THIS BLOG IS NO LONGER OPERATIONAL. PLEASE ENJOY WHAT IS HERE, AND DO LEAVE A COMMENT IF YOU WISH. NORTH CAROLINA'S NEW POET LAUREATE IS CATHY SMITH BOWERS. SHE WILL SOON HAVE HER OWN WEBSITE THROUGH THE NORTH CAROLINA ARTS COUNCIL SITE. I WILL BE SHIFTING MY ATTENTION TO HERE, WHERE I AM, (SEE SIDEBAR)USING IT TO DRAW ATTENTION TO WRITERS WHOSE WORK DESERVES ATTENTION. I INVITE YOU TO VISIT ME THERE. For a video of the installation ceremony, please go to http://www.youtube.com/watch?v=0xAk6fOzaNE.
Go to http://www.yourdailypoem.com/, managed with finesse by Jayne Jaudon Ferrer, who says, "Our intent is to make visitors to Your Daily Poem aware of the joy and diversity of poetry."
Saturday, February 7, 2009
NC 'ZINES: CAVE WALL
(Cover Art: David R. Winston: Let's Just Be Friends)
CAVE WALL is a new poetry magazine in our state, and it's been garnering great reviews from readers and in the media. Its Editor Rhett Iseman Trull and Assistant Editor Jeff Trull describe their magazine this way on their website, www.cavewallpress.com.
Cave Wall, published twice a year, is a national literary magazine dedicated to publishing the best in contemporary poetry. We are interested in poems of any length and style from both established and emerging poets. Each issue includes black & white art, as well.
--------------- Among the North Carolina poets who have been published in Cave Wall are Bill Blackley and Diana Pinckney. Anyone who keeps up with NC poetry knows who Bill is and what he has contributed to NC letters through his involvement in the NC Poetry Society, among others. Bill is also a a ferocious harmonica player. And an M.D., besides that. Oh yes, don't let me forget, he's a poet. Maybe being a medical doctor has led him to some secret discovery for harnessing human energy. Some special formula he has tucked away?
Here is his poem from Issue #3/ --Winter/Spring 2008
A TIME PIECE
Two-finger blow a kiss goodbye to dad’s graduation watch left for easy pickings on a beach blanket. So long, to the self-winding Seiko rolled in gray sweat pants outside the handball court where a thief slips my treasured piece into his pocket and beats it while his lookout grins. Bon voyage, to the green-rimmed Swatch a kid sticky fingers from a pool locker while I struggle to hold my water-polo position. C’est la guerre to the radium-dotted Bulova I peel off a National Guard soldier not in Vietnam long before I bag and airmail his scorched effects to Altoona. Adios, to a fourteen dollar Timex I toss to a co-worker when presented a Rolex at my retirement gala. Gods chuckle at us mortals caching batteries, winding stems and punching in our measly hours.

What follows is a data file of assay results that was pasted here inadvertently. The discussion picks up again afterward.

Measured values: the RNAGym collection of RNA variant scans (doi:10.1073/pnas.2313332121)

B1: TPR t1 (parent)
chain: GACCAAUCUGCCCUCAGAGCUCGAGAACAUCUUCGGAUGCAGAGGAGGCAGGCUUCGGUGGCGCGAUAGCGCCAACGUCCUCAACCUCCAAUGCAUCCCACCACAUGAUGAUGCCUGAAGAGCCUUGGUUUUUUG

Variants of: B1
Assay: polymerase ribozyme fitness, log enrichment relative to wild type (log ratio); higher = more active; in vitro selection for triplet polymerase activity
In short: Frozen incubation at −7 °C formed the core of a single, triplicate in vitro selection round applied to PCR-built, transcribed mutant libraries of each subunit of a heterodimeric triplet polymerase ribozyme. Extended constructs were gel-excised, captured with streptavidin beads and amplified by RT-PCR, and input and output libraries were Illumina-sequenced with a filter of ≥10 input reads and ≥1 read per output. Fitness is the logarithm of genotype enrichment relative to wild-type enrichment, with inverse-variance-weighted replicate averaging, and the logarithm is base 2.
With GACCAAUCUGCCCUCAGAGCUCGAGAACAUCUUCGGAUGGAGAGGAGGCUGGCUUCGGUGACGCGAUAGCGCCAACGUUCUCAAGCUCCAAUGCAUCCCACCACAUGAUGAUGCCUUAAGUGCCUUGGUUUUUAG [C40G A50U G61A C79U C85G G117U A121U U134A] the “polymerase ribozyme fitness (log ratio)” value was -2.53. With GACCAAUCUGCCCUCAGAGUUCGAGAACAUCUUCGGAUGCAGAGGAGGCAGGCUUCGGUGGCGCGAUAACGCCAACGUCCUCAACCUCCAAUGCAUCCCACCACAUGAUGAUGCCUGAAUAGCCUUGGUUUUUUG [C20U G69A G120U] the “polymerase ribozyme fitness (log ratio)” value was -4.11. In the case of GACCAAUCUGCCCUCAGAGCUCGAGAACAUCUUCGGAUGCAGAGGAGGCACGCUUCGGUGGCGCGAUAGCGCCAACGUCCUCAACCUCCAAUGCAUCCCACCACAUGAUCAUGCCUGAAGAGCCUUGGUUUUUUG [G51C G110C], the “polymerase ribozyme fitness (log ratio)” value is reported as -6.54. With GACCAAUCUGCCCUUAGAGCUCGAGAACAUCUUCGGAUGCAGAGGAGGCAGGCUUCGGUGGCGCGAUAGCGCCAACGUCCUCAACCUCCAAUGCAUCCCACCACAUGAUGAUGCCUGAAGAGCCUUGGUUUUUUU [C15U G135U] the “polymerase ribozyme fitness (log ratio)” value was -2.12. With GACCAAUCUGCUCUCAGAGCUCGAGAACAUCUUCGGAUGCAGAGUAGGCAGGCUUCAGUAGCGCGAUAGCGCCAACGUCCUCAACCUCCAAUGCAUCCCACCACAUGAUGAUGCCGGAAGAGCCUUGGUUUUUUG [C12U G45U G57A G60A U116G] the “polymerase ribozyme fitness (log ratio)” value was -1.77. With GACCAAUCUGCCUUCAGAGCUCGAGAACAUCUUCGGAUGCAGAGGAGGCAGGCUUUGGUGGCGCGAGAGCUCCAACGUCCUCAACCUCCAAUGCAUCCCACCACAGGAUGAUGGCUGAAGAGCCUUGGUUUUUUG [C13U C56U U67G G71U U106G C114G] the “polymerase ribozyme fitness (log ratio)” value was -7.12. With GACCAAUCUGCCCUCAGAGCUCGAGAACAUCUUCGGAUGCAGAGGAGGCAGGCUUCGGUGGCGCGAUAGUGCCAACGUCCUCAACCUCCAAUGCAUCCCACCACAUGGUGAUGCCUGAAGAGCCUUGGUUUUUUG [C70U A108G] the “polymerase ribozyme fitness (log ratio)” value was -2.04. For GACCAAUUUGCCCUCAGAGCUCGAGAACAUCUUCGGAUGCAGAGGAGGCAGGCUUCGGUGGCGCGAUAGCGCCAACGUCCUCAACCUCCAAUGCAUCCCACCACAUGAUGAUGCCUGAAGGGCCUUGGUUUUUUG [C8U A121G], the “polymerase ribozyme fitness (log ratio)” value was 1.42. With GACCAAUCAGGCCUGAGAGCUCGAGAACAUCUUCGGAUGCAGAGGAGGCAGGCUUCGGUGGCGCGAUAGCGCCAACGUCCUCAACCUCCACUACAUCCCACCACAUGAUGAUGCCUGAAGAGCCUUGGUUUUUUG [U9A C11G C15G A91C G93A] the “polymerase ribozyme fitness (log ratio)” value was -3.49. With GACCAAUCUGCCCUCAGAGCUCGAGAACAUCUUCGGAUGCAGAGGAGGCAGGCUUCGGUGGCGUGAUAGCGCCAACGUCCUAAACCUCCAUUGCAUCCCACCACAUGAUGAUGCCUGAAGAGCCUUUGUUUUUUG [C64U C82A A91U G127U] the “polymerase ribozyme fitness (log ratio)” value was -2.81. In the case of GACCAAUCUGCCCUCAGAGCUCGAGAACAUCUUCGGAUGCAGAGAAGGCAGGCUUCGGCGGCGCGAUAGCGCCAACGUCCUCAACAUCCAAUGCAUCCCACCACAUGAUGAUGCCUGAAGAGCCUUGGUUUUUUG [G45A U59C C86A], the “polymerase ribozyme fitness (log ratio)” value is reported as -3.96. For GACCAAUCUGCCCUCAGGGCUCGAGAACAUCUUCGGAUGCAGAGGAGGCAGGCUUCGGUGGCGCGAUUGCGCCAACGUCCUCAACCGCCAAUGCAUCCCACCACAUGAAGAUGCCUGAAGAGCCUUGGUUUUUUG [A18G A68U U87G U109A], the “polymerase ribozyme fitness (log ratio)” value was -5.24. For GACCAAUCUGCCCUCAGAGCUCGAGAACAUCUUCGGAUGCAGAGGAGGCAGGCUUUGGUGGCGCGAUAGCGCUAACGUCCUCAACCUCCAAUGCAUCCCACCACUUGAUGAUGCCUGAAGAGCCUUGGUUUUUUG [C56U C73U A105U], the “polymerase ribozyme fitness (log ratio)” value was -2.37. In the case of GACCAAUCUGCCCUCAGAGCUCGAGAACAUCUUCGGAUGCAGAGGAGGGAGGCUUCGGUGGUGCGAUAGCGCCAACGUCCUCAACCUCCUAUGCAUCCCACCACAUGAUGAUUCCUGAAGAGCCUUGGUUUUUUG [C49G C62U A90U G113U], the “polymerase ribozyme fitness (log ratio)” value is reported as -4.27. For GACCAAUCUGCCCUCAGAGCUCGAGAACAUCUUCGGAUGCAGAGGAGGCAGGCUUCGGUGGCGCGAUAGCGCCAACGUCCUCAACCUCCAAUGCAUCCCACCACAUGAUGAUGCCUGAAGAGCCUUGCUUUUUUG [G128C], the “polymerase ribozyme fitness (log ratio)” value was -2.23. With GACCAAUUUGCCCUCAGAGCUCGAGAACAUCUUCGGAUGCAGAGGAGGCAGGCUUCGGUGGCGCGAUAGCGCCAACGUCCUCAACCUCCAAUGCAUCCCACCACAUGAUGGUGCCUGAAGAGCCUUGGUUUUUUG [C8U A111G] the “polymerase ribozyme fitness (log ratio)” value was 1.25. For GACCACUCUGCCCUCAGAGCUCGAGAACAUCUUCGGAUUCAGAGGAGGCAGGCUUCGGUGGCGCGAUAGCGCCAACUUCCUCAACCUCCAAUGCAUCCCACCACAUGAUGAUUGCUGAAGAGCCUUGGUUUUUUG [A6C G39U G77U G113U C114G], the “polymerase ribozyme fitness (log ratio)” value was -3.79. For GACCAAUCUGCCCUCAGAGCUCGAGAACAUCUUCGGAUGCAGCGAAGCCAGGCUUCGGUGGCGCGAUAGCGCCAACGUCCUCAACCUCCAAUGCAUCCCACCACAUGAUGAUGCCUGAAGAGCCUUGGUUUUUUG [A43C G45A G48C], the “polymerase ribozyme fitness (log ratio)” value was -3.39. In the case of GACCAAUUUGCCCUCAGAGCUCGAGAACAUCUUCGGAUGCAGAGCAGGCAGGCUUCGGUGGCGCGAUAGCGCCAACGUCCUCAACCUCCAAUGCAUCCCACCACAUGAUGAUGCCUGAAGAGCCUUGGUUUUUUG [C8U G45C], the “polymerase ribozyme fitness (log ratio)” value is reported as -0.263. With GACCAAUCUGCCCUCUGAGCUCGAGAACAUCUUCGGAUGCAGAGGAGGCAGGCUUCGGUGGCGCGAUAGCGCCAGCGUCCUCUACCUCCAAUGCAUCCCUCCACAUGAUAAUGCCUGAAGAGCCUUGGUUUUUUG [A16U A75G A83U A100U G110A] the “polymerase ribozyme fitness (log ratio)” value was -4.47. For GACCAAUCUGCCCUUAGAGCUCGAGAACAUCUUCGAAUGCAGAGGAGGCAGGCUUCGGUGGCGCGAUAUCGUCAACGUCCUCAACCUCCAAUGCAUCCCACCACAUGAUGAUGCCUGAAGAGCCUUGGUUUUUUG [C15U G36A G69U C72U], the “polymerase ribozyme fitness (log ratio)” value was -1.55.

Diana Pinckney has been featured earlier on our ncarts.org site and I encourage you to go to our archives and seek her out. She is a member of what I call "the Charlotte group," including Dannye Romine Powell, Dede Wilson, Lou Green, to name only three of this remarkable gathering of poets who are also friends.
Diana has published poetry and prose in such journals and magazines as Cream City Review, Tar River Poetry, The Deep South Writers Chapbook, Gulf Stream, The Comstock Review and others. Her chapbook, Fishing With Tall Women, won North Carolina’s Persephone Press Book Award and South Carolina’s Kinloch Rivers Memorial Chapbook Contest. Nightshade Press published her second collection, White Linen. Two of her poems have been nominated for a Pushcart Prize. Pinckney was selected for North Carolina Writers Network’s Blumenthal Writers and Readers series in 1994 and 1999. Her writing has won awards from numerous journals and from the North Carolina Poetry Society, the Poetry Council of North Carolina and the Charlotte Writers Club.
Here are two poems selected from the four in Cave Wall # 4, part of her new Mermaid series.
THE MERMAID WONDERS WHERE HER DAUGHTER GOES
Tall on this rock, she gives me a See ya and dives
for longer and longer swims, leaving me to wonder whose sails
spread before or under her on those hard slick boats she loves.
Whose sand oozes between her toes, sticks to her legs
after a throw-down with beach bums.
Total party hounds, she sneers
when I ask. Gives me an O.K. sure or worse, a None’ ya biz when I warn.
Besides me, who waits for those white arms rolling in the foam of midnight,
those bright streamers of hair tangled with moonlight, lifted by a tide
that measures my days, that returns each night, refusing to give up my daughter.
THE MERMAID’S DAUGHTER WONDERS WHO HER MOTHER IS
I floated by in a basket? Like wood storks bring babies out of the marsh. Oh, please. So she sang and played her flute, combed my hair with coral and, whoa, gave me manatee’s milk meant for those fat pups under mangrove roots, wrapped me in greasy sealskins, yuck, fed me fish roe – no way this was caviar – tern eggs. Whatever.
Like how did I end up with her? Maybe some beach beauty does a total meltdown at two a.m., can’t take the crying. Who knows. Hello? No one drops her baby in a grass basket – wouldn’t that leak -- then shoves it out to sea. Mothers don’t do that. Do they?
I've lived in the Blue Ridge Mountains of North Carolina since 1968, though I'm a native of SW Georgia. My paternal grandmother was born in the Blue Ridge, and I grew up wanting to live here. Where I am.
I've published five collections of poetry, the most recent 4 being with LSU Press, and have published poetry in magazines ranging from The Atlantic Monthly to Appalachian Heritage. But I also hike, bang pots and pans around in my kitchen, and love several dogs who leave fur all over my carpets. I write poetry because it's my way of singing back to the world both within and without.